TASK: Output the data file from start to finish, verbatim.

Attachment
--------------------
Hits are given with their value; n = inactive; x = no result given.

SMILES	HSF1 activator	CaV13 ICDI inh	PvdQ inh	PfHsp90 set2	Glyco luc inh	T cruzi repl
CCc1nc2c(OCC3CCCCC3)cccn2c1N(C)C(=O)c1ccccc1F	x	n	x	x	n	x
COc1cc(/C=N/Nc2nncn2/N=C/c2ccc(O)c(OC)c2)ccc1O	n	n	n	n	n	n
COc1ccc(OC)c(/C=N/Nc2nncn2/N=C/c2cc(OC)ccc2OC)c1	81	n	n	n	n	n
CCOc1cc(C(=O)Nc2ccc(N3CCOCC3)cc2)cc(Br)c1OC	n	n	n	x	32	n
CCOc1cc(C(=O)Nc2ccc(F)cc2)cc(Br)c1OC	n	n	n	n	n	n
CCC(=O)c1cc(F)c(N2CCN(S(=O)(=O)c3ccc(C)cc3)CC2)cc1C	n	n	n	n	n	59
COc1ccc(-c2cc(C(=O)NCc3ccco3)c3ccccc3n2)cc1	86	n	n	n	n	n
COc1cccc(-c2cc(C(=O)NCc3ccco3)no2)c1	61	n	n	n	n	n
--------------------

Hits are given with their value; n = inactive; x = no result given.

SMILES	HSF1 activator	CaV13 ICDI inh	PvdQ inh	PfHsp90 set2	Glyco luc inh	T cruzi repl
CCc1nc2c(OCC3CCCCC3)cccn2c1N(C)C(=O)c1ccccc1F	x	n	x	x	n	x
COc1cc(/C=N/Nc2nncn2/N=C/c2ccc(O)c(OC)c2)ccc1O	n	n	n	n	n	n
COc1ccc(OC)c(/C=N/Nc2nncn2/N=C/c2cc(OC)ccc2OC)c1	81	n	n	n	n	n
CCOc1cc(C(=O)Nc2ccc(N3CCOCC3)cc2)cc(Br)c1OC	n	n	n	x	32	n
CCOc1cc(C(=O)Nc2ccc(F)cc2)cc(Br)c1OC	n	n	n	n	n	n
CCC(=O)c1cc(F)c(N2CCN(S(=O)(=O)c3ccc(C)cc3)CC2)cc1C	n	n	n	n	n	59
COc1ccc(-c2cc(C(=O)NCc3ccco3)c3ccccc3n2)cc1	86	n	n	n	n	n
COc1cccc(-c2cc(C(=O)NCc3ccco3)no2)c1	61	n	n	n	n	n